Let the cam and lifters etc get friendly with each other first, then
install the high perf valve springs or re install the inner spring ( dual spring)
and or set the required installed height and pressure.

Be sure the lash is set correctly and the engine is correctly timed etc so it can start up
immediately and run for 25-35 minutes at 2500++rpm.
With out excessive cranking.

Then set the spring pressure up.
I use this stuff in my oil help prevent wear in flat tappet cams
It has moly and zinc in it and has been around for 40 years.

I recommend you get some. In the USA it is called Mr Moly.
Molyslip Canada Inc. :: Molybdenum Lubricants, Performance Lubricants, Copaslip Anti-Seize, EP2 Grease, Wear Reducing Lubricants, Oil Additive MolySlip E oil supplement.

Moly disulfide is proven anti wear anti scuff anti friction automotive-industrial technology.
it works.

After the initial run in I reduce the dose to 1/2 the can of MolySlip E on each oil change.
It is widely available. Pretty easy.

The bother time and effort to reduce the valve spring pressure for the cam breakin run and then reset it to spec again after the cam is all broke in is a LOT LESS bother than changing a wornout cam and lifters.
This reduced valve spring pressure + the Moly Slip and some Moly disulfide paste on the cam lobes allows the new cam and lifter and the rockers etc etc to get friendly with each other without scuffing, excess heat, excess friction..

There are various different ways and methods to reduce the valve spring pressure.
Look at a stock OEM low rpm engine the typical very modest easy valve spring seat and open pressure is there like that for a reason. Take that as a clue. Once the cam is all broke in, you can then re-set the valve spring pressure and you are good to go.

Depending on the cam lift used and the engine type and the springs, sometimes but not always a stock OEM valve spring can be used installed at its max allowable installed height to give lots of lift clearance yet light modest valve spring pressure.

Stock BBC springs are the ones you got to watch out for. Some coil bind real easy at like .450" lift.

You don't need to be a rocket scientist to recognize that if you are breakin in two rubbing direct contact metal parts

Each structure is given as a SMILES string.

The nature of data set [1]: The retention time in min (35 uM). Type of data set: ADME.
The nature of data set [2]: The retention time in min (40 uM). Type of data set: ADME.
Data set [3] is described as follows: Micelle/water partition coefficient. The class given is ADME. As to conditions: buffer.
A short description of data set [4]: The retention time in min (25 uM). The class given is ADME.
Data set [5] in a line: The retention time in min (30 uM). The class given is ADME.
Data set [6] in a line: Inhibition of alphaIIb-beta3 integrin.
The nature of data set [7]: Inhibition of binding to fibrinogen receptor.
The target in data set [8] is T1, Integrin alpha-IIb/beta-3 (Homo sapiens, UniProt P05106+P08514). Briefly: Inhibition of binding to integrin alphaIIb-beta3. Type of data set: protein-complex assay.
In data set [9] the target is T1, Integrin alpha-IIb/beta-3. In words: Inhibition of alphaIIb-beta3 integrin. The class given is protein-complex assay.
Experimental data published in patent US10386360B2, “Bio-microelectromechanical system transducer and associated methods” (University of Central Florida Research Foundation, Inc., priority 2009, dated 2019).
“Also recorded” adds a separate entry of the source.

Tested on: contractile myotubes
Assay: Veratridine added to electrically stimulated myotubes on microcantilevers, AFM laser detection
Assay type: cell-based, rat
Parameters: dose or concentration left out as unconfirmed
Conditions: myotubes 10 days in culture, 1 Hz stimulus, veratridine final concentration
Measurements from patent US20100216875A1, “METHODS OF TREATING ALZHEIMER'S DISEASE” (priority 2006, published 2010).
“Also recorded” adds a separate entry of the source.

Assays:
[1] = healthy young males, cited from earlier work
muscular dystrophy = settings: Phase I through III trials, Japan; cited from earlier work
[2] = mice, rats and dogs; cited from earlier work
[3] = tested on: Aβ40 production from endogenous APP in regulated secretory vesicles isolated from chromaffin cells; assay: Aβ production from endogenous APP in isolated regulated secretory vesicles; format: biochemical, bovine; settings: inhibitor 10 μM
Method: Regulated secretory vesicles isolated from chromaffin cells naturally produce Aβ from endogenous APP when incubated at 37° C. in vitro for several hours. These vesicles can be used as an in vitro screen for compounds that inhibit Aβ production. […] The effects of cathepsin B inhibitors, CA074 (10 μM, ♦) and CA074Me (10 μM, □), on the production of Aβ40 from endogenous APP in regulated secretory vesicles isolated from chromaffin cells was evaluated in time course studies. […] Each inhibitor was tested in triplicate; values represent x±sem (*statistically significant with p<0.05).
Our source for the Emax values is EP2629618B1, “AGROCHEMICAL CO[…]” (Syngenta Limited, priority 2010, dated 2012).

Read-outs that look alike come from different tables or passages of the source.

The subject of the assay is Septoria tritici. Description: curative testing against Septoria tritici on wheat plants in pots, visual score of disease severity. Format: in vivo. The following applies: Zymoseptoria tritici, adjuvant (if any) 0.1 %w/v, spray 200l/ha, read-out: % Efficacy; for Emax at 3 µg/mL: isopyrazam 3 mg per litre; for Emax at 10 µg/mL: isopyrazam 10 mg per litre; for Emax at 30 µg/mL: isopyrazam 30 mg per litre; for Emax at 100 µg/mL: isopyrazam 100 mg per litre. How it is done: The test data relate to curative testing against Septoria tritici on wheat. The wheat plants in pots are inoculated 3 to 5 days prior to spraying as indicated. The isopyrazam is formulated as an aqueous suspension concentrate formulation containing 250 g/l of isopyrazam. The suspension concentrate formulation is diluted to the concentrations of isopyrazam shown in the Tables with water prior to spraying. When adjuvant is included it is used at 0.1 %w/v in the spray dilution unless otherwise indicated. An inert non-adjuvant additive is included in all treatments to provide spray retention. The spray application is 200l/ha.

thtat reduced pressure, lots of oil flow and Moly in that oil will really help these new parts get friendly so they can last a long time.

Ya it matters. And its not that hard.

Last edited by F-BIRD'88; 10-02-2013 at 05:18 PM.
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  #75 (permalink)  
Old 10-02-2013, 05:19 PM
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Hey Tony.Had to go back & reread this thing so I could freshen my memory.I know you gotta be frustrated.LOL.This thing has changed directions on ya 2 or 3 times & took on a life of it's own.I understand your situation & what you're trying to accomplish.So,@ this point,let's try to get ya the best with what ya got.Tech's info is correct about the flat tappet cams,etc & as F'bird said the problem is the oils we have today.Follow his instructions for break in & maintenance & you should be OK. IDK what plans your builder has for the build so I'm guessin on some stuff.With the CR your gonna be @,it's gonna be critical to have a good quench & a spot on tune.From my calculations,your SCR is gonna be 9.9:1.Your DCR is gonna be @ 8.5:1 based on the following assumptions.IDK which piston your using.A 400 w/ 5.7 rods can use a 1.425" pin hgt,or, a 1.433 pin hgt.If block isn't cut,I'd recommend the 1.433".That would give you a .045 quench w/ a .028 headgasket.If he is using the 1.425,I strongly recommend that he remove .008 to .010 from the deck.You could use a .015 shim gasket,but,IDK how well it will seal w/o a fresh surface.I would definitely push him to get the proper quench wether thru piston hgt,gasket,or machining block.Proper quench,good tune,& adequate cooling is gonna be very important with your CR.My calcs were based on a 7cc flat top w/ a 1.433 pin hgt(.017 deck hgt),a .028 gasket & 5.7 rod.Be sure to follow the proper breakin procedure for the cam & go burn some rubber !!!